A Listening Ear

July 13 2014 version (see other versions below)


On Friday last, I heard a surgeon at work in an operating theatre, explaining as he worked to a resident doctor present there.  It was a kind of mentoring process, of a kind that exists in many fields whether law, education, the trades of plumbing, electrician and many other fields.

Being teachable, being a good listener resonates with our gospel reading because of the last line Mt 13:23… that the good ground received the word and bears fruit.  it is yet another of the many occasions where the wisdom words of Jesus relate to ordinary life, for we all want ourselves, our children, and our colleagues to be people that know how to listen and learn from others at work or on the playing field.

It makes sense in relationships too–how good and healthy it is to listen well to our children, spouses, parents and others.  How bad and dangerous if we are opinionated and love only the sound of our own voices.

So our gospel wants us to be people who can listen well.  St. Benedict of Nursia (480-543 or 547) whom we remembered last week began his community Rule with the same point: that a member of the community must first of all be a person who knows how to listen.


St. Benedict’s community rule led a social reordering that began from Subiaco and Monte Cassino in Italy with tiny groups of Christians in community, and enabled the nations of Europe to overcome rampant selfishness, widespread social chaos, and massive disease.

St Benedict, our OT reading (Isa 55:10-13), and our Gospel parable this morning, all urge us to listen to God, respect one another, and refuse to gratify ourselves. From the first word of Benedict’s rule, throughout that rule, his word is ‘Listen’: listen to God, and respect one another.  When we listen for God’s word, like a seed into good ground, that word germinates into a call in each of us.


After some centuries of the industrial era, whether there has been any progress is questionable.  One out three children in the world is hungry. We live in an era in which Adam Smith turned greed into a global religion.  In some places at least, life expectancy is lower than it was in the time of Jesus.

In this region, for every 10 people, only 2 people go to join with God’s people to worship God and listen for God’s word in their lives.

Were just a proportion of the money spent on military arms to go on education (including young girls equally), to go on health, and to go on subsistence needs, this world would be a far better place.

As it is, through the last century divisions and violence keep growing, children are neglected, hunger grows, and lives shorten.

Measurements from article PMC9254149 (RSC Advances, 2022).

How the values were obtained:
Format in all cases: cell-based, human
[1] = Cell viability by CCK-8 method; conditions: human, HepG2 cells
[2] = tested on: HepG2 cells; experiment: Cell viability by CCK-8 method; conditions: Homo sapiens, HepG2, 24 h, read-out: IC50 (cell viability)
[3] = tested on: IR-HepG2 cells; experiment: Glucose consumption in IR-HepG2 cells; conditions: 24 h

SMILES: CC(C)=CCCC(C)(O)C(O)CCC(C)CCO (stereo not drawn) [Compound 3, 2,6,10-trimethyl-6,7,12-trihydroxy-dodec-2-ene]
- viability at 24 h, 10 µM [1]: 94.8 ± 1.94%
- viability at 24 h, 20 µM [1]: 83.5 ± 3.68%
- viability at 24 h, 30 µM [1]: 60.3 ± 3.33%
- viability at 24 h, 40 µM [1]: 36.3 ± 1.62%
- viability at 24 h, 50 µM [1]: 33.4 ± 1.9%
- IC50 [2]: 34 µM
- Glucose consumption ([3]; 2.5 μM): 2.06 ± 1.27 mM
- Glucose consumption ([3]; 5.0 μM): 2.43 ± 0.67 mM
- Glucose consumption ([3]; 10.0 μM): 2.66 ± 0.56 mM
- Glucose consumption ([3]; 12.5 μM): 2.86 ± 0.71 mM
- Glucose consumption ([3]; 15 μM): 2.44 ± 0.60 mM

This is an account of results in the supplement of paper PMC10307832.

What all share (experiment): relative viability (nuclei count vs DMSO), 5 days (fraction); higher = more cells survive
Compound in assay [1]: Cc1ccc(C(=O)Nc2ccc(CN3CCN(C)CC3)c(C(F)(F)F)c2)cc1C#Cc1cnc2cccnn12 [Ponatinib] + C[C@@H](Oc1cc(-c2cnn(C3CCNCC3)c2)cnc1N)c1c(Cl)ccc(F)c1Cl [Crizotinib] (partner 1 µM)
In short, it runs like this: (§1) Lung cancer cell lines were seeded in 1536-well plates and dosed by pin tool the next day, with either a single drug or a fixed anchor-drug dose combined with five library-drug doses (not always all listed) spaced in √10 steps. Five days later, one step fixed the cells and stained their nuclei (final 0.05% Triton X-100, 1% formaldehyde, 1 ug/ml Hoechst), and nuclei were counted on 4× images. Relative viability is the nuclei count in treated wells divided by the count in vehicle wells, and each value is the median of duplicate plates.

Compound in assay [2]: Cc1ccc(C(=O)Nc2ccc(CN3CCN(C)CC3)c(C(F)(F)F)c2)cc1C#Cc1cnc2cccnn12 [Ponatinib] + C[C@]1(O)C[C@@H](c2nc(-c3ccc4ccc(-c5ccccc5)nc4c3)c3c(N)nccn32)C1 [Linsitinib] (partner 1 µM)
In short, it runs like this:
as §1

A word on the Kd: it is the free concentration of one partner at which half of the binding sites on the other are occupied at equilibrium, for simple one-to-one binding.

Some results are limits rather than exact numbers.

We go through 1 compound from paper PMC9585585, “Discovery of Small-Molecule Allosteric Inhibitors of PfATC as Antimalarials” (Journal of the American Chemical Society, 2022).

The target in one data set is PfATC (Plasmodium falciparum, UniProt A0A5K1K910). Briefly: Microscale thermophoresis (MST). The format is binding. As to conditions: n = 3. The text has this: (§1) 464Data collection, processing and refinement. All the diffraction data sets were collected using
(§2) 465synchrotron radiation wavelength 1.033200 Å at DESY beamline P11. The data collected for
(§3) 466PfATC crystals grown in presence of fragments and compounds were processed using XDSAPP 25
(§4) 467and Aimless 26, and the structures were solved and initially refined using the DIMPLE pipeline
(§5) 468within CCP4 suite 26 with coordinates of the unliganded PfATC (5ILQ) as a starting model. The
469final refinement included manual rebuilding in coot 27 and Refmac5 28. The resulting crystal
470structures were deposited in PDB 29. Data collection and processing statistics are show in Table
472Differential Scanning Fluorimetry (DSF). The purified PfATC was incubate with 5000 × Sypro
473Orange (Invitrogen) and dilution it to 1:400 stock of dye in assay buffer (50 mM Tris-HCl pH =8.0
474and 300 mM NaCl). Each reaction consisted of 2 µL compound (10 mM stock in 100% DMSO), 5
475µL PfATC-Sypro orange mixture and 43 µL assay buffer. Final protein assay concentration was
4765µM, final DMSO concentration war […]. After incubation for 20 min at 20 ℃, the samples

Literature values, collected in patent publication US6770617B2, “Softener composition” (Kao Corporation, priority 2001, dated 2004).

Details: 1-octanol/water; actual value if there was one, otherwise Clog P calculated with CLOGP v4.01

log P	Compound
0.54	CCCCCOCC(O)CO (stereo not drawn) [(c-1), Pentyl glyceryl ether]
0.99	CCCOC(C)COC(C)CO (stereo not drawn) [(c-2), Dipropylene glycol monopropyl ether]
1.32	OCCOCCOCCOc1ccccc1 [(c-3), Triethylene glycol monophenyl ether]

This is not the first or only time in history that we see a small percentage of humanity endowed with massive resources, while the many can barely eat.  As before in history, massively unequal distribution of wealth is not a sign of progress, but rather, is a sign of social decline.   If there is revolt, then it is now not from the masses, but rather, from the planet Earth itself.

We are like a placid frog being consumed by a snake, feet first, the frog anaesthetized by poison.  The body progresses down the throat of the snake, until the lights go out.


In this ‘new dark age’, how can we discover God’s call in our lives? From our “Parable of the Sower”, and the words of St Benedict, the first thing is that “good ground” is the person that reads and studies God’s word, is receptive to God’s word, and what is taught to us in and through God’s word. It is only after we refuse to absorb God’s word (in Mt 13:19) that the evil one snatches the word away! The evil one only does what we allow.  Mt 13:13 shows that we are each responsible for discerning God’s call in our life.  When we ‘having ears, hear, and listen’ then we can hear God’s call.

Secondly, the shape of our call comes not in a flash of time, but (from St. Benedict) it comes through an apprenticeship within the community of faith.  One example of this is a spiritual director.  Have you thought of having a spiritual companion or director?

Thirdly, our call emerges through our permanent, unswerving commitment through trial and persecution.

Fourth, our call emerges when we resist “choking weeds”.  The ‘choked up’ life is ‘intensively crowded or overshadowed’.  A person who knows their call lives in an uncluttered and focused way.

In sum, this parable and St Benedict teach me that I uncover God’s call to me, the meaning of my life, and my fruit, when:

* I read, mark, learn, contemplate and listen to God’s word—especially with my family,  children and grandchildren at home

* I focus in a simple and uncluttered way on the love of God and of my neighbor

* I ‘apprentice’ myself to hear and respond to God’s call and to serve God’s people. I could work with a spiritual companion or director, for example

* I am unswerving in trusting God in the face of persecution and suffering.


When we light a small candle in our lives, like the small candle that St Benedict lit is his dark age, that light will spread.  When the wars grind to their futile end, and when the way of selfish greed has blown out, the way of love will still stand, and we will see our light come. As we read in Isa 55, this is God’s word and victory, and nothing can withstand it.


Let us pray: Lord open my ear to hear your word, that my life may become as a candle in a dark place.  I pray that I and those around me may find our path home to you.  Use me, and may your reign come, may your just rule come, may your good rule come, in which all people live in peace.

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